and Paul Chi
June 09, 2014 12:00 PM


Angelina Jolie, Sharlto Copley, Elle Fanning | PG |


What sort of creature is this winged thing, Maleficent? “You might take her for a girl,” says the narrator (Janet McTeer), but that misses the point. Because the live-action retelling of Sleeping Beauty from the sorceress’s perspective is about what it means to be a woman—a powerful, vengeful, vulnerable one. The film, though, isn’t as formidable as its heroine.

Love drives Maleficent (Jolie), protector of the fairy realm, toward the dark side. She falls for human Stefan (Copley, miscast), only to be dismayed by the man he becomes, particularly after a horrific violation he inflicts on her. (The subtext should elude kids.) But after putting the sleep curse on Stefan’s baby, Aurora (Fanning), Maleficent gets to know the naïve young princess, and we watch as the wry, sly Jolie, her horns sheathed in leather and her cheeks bladed, softens.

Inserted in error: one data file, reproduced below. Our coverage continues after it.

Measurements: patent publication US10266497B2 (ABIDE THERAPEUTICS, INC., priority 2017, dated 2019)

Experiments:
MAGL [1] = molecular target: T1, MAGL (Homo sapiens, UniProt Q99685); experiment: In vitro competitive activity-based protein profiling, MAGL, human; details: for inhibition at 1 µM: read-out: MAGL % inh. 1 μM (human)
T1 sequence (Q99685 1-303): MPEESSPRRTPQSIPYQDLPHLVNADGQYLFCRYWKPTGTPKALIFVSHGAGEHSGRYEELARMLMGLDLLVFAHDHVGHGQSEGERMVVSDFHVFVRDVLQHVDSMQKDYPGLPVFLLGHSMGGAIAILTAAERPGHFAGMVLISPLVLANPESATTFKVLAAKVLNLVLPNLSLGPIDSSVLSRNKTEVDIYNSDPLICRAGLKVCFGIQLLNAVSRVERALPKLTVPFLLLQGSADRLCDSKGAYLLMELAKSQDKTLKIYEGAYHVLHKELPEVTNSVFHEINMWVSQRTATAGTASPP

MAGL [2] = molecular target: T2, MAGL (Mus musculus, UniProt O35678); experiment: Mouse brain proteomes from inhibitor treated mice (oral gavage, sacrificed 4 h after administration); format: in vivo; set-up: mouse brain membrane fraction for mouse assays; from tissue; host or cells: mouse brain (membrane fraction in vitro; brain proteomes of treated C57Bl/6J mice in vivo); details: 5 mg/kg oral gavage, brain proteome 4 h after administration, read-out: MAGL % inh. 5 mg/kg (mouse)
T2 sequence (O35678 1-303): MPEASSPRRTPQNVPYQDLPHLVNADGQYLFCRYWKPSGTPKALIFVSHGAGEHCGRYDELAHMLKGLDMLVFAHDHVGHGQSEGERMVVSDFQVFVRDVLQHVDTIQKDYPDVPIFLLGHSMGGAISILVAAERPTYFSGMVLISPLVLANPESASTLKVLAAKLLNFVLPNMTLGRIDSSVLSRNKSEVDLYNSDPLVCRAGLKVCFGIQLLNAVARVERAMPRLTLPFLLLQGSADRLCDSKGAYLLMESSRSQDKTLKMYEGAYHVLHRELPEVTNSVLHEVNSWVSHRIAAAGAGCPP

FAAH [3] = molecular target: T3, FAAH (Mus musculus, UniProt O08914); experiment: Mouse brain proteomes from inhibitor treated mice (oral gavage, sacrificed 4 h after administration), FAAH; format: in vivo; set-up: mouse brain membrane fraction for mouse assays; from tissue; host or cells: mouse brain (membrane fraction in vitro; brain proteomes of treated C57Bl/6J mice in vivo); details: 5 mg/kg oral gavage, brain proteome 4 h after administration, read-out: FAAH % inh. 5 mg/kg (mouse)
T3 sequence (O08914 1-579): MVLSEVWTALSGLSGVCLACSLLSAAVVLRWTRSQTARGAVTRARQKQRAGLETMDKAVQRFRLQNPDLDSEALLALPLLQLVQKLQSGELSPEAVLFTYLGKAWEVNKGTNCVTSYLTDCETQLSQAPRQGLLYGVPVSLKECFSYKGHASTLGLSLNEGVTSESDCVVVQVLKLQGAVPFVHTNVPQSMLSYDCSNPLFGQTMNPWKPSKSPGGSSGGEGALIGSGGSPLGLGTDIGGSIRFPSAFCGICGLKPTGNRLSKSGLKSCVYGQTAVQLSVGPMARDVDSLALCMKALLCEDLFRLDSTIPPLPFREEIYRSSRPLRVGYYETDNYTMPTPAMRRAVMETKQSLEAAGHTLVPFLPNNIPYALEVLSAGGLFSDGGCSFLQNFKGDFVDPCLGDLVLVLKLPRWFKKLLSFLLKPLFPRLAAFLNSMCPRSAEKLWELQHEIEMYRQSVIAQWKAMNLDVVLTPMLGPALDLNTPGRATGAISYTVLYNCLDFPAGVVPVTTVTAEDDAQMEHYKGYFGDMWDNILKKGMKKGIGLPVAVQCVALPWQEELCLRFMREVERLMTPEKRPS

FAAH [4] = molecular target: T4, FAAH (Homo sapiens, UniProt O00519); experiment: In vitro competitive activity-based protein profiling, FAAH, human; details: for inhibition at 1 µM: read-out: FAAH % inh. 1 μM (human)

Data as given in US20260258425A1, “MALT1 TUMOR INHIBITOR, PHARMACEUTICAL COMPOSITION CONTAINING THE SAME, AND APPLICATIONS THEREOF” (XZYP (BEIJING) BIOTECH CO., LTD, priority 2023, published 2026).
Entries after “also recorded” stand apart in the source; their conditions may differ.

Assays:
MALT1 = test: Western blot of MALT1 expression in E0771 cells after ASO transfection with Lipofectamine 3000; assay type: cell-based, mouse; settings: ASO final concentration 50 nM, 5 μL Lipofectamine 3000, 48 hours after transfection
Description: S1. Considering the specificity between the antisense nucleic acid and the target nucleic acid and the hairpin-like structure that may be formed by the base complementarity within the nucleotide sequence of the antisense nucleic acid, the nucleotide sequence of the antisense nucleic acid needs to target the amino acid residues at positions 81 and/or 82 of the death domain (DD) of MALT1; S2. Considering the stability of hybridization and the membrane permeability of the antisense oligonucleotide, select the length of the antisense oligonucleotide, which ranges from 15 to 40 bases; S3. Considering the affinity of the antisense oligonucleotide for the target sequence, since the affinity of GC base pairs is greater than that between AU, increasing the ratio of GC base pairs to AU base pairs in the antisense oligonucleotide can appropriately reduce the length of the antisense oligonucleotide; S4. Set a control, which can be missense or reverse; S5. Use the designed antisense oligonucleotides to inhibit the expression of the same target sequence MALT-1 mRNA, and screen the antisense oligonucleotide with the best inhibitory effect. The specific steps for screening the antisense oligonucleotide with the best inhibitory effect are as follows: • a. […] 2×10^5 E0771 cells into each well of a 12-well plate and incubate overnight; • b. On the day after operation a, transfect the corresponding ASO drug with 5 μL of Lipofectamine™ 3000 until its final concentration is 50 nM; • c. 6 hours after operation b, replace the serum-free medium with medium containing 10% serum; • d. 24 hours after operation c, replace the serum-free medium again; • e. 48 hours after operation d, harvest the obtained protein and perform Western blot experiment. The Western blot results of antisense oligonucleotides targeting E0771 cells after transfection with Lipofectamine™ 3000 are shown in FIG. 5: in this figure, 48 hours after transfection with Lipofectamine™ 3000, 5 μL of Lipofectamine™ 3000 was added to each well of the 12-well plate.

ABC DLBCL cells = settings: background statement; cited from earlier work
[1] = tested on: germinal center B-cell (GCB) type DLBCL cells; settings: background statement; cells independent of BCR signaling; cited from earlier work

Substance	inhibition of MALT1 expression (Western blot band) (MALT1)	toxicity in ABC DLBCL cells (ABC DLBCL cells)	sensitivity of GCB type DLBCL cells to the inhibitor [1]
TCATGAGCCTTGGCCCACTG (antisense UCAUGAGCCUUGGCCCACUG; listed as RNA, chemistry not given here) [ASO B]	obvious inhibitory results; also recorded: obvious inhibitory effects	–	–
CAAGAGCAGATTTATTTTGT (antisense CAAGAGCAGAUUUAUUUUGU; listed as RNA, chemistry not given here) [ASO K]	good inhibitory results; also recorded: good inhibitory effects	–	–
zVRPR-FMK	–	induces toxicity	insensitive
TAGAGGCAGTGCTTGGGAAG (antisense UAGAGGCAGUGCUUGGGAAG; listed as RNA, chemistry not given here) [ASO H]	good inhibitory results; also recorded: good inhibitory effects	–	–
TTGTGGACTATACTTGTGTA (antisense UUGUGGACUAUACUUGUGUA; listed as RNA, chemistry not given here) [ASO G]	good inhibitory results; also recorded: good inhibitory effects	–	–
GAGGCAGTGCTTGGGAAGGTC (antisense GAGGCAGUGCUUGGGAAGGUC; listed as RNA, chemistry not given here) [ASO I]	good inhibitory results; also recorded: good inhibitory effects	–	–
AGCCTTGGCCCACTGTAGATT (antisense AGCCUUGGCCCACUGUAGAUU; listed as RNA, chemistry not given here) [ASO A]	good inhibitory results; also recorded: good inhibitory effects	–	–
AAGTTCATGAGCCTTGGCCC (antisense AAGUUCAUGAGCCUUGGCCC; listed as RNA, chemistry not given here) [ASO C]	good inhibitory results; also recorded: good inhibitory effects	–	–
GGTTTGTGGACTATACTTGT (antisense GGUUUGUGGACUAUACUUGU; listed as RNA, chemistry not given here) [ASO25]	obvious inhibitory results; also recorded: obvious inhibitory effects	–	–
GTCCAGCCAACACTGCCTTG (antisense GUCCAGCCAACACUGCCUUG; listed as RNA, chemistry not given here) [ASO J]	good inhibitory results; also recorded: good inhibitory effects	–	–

From the martial to the maternal, the film nails the facets of womanhood, as threatened men work to destroy Maleficent. But the movie can’t find a consistent tone, swinging from farce to melodrama as Jolie straddles the two. What your kids will see is a magical land created by director (and art direction Oscar winner) Robert Stromberg that’s a tad heavy on the effects. What you’ll see is something deeply imperfect, but deeper, nonetheless.

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Seth MacFarlane, Charlize Theron| R |


Seth MacFarlane’s western send-up is a stampede of raunchy jokes that slams into you and knocks you down into the cow pats. It’s coarsely stupid – surprised? – but also energetic, boisterous and, more often than not, funny. As a gun-shy sheep farmer emboldened by the love of an outlaw’s wife (Theron), MacFarlane seems to be doing a Woody Allen nebbish thing. This is odd, given that his humor is closer to Adam Sandler’s and his unlined boyishness suggests Tintin or a Pixar hero. But everyone else, including Sarah Silverman as a prostitute with a heart of gold and brains of sawdust, is good filthy company.

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